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Chinese Whispers A Worry For Stocks

Stock-Markets / Financial Markets 2009 Jul 29, 2009 - 03:46 AM GMT

By: PaddyPowerTrader

Stock-Markets

Best Financial Markets Analysis ArticleThe two potential market moving economic catalysts Tuesday pointed in opposite directions, with the Case Shiller survey suggesting that the pace in price declines in U.S. real estate is slowing, but with the consumer confidence number slipping to 46.3 (from 49.3 in June), the market decided to call it a draw stocks meandered into the close broadly flat.


U.S. health insurance stocks had a good day because it appears that the health care reform package working its way through Congress will not include a government-run health insurance option. To the downside were oil producers, after BP’s profit plunged by 53% and downbeat comments from CEO Tony Hayward. The fall in crude prices by $1.15 barrel didn’t help, needless to say.

For stocks though, as long as we continue to judge the performance of a company against the benchmark of horribly misguided guesstimates by a cabal of influential analysts instead of looking at the quality of the underlying earnings, then stocks will rally no matter what the underlying real story is (i.e. slashing costs is not long term substitute for revenue and profit growth).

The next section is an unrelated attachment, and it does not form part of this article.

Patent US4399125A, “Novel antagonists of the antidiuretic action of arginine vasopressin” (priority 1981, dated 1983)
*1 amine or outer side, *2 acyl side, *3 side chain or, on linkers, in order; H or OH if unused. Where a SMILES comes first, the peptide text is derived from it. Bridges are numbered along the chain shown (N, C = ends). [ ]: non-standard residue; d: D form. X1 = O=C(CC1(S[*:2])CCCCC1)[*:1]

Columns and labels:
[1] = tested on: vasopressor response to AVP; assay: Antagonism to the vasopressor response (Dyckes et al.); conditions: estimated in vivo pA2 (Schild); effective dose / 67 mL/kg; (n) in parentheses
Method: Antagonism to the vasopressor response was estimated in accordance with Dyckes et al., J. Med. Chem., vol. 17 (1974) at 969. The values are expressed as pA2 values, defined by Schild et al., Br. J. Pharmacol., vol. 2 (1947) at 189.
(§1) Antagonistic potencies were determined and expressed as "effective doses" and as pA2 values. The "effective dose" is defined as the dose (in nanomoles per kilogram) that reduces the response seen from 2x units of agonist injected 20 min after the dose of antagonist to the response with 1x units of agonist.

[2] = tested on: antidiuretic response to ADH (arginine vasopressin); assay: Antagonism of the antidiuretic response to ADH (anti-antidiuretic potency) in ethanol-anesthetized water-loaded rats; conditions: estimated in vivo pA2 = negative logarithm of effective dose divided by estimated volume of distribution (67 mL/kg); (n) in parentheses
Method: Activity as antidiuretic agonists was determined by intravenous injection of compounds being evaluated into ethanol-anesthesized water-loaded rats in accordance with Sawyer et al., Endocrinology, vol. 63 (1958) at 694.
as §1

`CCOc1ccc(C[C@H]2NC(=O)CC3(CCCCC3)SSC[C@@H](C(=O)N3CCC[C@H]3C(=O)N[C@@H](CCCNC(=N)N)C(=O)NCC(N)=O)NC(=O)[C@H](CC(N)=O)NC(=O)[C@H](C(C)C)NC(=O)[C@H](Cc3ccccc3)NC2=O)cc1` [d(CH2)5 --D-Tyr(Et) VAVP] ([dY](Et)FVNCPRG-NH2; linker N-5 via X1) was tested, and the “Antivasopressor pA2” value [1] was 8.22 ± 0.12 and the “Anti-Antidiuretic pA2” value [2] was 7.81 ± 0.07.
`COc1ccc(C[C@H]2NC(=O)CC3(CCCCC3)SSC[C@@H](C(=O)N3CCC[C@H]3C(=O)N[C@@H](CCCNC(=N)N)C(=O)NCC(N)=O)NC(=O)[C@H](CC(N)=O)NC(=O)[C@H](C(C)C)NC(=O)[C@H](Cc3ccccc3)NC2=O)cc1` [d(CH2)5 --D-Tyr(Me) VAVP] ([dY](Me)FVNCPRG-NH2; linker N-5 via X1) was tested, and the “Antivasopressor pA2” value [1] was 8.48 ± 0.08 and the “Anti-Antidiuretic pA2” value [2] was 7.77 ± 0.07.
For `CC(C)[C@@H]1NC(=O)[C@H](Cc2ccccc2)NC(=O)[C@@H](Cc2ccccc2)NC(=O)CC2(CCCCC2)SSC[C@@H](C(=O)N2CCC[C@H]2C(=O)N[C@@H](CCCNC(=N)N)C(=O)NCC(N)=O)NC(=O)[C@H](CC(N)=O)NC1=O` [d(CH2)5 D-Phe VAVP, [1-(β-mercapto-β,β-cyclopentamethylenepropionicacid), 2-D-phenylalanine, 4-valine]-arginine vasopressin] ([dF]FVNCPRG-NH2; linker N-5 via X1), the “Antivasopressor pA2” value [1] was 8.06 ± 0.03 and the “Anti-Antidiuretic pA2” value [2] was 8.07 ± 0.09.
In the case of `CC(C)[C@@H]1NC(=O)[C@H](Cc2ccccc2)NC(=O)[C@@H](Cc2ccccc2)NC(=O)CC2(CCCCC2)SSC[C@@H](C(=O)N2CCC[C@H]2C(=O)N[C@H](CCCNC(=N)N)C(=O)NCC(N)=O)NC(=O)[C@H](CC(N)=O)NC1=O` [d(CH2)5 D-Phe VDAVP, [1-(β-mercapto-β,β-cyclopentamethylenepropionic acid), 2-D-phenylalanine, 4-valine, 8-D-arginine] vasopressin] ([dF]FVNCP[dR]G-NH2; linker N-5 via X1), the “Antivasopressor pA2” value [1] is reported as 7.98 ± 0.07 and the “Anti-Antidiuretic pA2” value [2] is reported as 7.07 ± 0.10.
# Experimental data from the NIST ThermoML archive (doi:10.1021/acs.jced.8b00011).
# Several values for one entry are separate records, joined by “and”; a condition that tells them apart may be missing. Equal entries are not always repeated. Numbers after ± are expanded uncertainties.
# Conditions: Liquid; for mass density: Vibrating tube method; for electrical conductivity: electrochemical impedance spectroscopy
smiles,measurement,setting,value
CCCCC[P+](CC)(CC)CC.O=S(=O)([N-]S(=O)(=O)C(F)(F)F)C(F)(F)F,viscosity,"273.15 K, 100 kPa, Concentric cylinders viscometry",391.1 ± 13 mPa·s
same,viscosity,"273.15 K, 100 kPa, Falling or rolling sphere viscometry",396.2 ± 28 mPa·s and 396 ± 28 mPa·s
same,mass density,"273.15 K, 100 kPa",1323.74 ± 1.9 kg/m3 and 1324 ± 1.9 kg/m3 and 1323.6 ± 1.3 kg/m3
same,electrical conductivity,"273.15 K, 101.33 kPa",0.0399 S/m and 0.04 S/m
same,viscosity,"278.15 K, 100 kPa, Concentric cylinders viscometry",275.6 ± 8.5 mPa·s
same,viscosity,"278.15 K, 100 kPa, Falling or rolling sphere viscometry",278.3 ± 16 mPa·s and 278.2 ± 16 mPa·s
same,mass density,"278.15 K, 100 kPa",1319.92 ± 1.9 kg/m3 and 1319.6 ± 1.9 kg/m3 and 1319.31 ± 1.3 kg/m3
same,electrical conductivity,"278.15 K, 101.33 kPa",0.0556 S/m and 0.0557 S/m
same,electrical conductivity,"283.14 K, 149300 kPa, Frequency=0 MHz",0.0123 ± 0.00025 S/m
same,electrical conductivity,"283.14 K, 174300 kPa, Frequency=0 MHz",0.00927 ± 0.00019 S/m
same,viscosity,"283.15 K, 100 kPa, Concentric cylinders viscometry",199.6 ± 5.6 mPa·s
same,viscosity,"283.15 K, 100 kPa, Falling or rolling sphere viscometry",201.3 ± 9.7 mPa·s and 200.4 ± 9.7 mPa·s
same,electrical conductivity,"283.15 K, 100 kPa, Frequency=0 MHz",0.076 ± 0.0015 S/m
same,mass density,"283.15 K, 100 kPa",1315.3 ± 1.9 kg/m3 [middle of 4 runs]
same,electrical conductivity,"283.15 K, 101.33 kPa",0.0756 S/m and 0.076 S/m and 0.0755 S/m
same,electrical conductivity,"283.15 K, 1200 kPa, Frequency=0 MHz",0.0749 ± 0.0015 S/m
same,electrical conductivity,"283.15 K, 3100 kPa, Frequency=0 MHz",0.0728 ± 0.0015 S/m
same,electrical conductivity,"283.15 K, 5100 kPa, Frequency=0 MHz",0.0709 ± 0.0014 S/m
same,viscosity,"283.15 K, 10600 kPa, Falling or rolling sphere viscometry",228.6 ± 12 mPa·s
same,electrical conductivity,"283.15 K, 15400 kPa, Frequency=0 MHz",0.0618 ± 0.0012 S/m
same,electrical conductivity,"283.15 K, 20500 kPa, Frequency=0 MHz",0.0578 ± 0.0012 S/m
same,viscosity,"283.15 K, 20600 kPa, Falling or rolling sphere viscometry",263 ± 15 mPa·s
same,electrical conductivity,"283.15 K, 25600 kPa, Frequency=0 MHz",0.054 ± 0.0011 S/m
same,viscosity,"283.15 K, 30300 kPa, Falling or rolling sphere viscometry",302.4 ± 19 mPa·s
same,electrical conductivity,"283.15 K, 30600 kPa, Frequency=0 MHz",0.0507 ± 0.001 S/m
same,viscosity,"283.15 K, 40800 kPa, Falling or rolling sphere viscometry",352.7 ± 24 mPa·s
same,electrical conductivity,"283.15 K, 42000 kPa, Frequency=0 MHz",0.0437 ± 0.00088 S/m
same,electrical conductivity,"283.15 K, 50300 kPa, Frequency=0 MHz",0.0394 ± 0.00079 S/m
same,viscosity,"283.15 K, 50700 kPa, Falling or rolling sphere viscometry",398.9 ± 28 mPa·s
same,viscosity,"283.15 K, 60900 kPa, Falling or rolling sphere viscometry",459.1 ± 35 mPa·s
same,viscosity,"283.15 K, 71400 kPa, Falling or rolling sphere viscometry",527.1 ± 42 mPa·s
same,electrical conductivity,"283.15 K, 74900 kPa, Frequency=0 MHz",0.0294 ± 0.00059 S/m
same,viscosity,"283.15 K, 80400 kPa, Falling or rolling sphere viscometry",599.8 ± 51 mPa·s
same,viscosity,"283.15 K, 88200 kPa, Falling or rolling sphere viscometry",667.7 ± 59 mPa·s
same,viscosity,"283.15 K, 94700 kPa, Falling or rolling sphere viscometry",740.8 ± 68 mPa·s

Today’s Market Moving Stories

  • Japanese retail sales fell more than expected in June from a year earlier, suggesting that worsening job and income conditions were offsetting the positive effects on spending of government stimulus measures. The outlook for consumption is weak with summer bonus payments likely to fall from last year’s levels, which may add to downward pressure on prices as Japan struggles with its second spell of deflation in a decade. Retail sales fell 3.0 percent in June from the same month a year earlier, more than a median market forecast for a 2.5 percent decline, marking the 10th straight month of falls. While government subsidies on energy efficient appliances have boosted sales of flat screen TVs and air conditioners, spending on other items remains very subdued.